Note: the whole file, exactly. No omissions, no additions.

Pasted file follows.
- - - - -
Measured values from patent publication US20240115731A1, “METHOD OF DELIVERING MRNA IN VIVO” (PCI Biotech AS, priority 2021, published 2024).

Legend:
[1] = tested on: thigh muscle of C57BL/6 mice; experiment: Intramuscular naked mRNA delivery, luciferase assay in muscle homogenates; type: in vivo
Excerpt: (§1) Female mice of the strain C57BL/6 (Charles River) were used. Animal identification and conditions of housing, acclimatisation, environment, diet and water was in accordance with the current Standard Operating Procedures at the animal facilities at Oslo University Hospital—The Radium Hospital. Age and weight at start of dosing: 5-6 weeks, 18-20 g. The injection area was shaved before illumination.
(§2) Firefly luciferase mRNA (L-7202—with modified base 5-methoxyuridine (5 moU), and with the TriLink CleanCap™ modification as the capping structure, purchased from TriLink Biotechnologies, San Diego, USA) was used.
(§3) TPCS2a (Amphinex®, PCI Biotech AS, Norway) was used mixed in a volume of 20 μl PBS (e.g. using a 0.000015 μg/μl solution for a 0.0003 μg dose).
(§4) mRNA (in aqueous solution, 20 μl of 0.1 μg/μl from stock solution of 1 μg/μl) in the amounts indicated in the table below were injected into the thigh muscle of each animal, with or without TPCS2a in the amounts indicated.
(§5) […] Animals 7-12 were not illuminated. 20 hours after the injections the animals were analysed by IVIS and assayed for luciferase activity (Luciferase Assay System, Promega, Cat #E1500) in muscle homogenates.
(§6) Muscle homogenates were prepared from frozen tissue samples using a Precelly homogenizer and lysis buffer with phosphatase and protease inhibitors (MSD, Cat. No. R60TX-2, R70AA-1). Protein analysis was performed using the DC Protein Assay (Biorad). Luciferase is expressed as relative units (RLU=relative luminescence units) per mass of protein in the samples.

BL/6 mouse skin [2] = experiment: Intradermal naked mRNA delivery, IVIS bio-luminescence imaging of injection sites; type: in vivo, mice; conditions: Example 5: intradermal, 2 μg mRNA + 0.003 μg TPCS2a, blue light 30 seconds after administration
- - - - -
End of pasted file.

Measured values from patent publication US20240115731A1, “METHOD OF DELIVERING MRNA IN VIVO” (PCI Biotech AS, priority 2021, published 2024).

Legend:
[1] = tested on: thigh muscle of C57BL/6 mice; experiment: Intramuscular naked mRNA delivery, luciferase assay in muscle homogenates; type: in vivo
Excerpt: (§1) Female mice of the strain C57BL/6 (Charles River) were used. Animal identification and conditions of housing, acclimatisation, environment, diet and water was in accordance with the current Standard Operating Procedures at the animal facilities at Oslo University Hospital—The Radium Hospital. Age and weight at start of dosing: 5-6 weeks, 18-20 g. The injection area was shaved before illumination.
(§2) Firefly luciferase mRNA (L-7202—with modified base 5-methoxyuridine (5 moU), and with the TriLink CleanCap™ modification as the capping structure, purchased from TriLink Biotechnologies, San Diego, USA) was used.
(§3) TPCS2a (Amphinex®, PCI Biotech AS, Norway) was used mixed in a volume of 20 μl PBS (e.g. using a 0.000015 μg/μl solution for a 0.0003 μg dose).
(§4) mRNA (in aqueous solution, 20 μl of 0.1 μg/μl from stock solution of 1 μg/μl) in the amounts indicated in the table below were injected into the thigh muscle of each animal, with or without TPCS2a in the amounts indicated.
(§5) […] Animals 7-12 were not illuminated. 20 hours after the injections the animals were analysed by IVIS and assayed for luciferase activity (Luciferase Assay System, Promega, Cat #E1500) in muscle homogenates.
(§6) Muscle homogenates were prepared from frozen tissue samples using a Precelly homogenizer and lysis buffer with phosphatase and protease inhibitors (MSD, Cat. No. R60TX-2, R70AA-1). Protein analysis was performed using the DC Protein Assay (Biorad). Luciferase is expressed as relative units (RLU=relative luminescence units) per mass of protein in the samples.

BL/6 mouse skin [2] = experiment: Intradermal naked mRNA delivery, IVIS bio-luminescence imaging of injection sites; type: in vivo, mice; conditions: Example 5: intradermal, 2 μg mRNA + 0.003 μg TPCS2a, blue light 30 seconds after administration